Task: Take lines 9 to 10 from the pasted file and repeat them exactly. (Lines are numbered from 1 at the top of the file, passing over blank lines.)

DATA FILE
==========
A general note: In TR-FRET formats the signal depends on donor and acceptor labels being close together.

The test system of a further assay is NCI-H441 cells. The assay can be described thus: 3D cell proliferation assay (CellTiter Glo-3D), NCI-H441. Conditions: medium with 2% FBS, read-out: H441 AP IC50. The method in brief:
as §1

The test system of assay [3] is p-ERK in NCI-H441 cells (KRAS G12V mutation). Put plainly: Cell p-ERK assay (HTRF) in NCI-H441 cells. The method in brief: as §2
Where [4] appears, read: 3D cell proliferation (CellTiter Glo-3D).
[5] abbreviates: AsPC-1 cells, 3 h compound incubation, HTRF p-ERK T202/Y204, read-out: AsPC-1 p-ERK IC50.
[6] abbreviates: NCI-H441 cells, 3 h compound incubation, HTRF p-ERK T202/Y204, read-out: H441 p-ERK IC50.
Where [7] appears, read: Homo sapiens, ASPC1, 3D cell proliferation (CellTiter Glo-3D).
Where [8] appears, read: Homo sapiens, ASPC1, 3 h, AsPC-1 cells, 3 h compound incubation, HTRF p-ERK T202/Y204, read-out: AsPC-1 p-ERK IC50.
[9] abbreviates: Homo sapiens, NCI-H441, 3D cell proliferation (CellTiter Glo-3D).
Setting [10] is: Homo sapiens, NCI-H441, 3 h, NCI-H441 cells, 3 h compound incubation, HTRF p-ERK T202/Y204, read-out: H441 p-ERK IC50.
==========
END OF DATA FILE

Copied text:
Where [8] appears, read: Homo sapiens, ASPC1, 3 h, AsPC-1 cells, 3 h compound incubation, HTRF p-ERK T202/Y204, read-out: AsPC-1 p-ERK IC50.
[9] abbreviates: Homo sapiens, NCI-H441, 3D cell proliferation (CellTiter Glo-3D).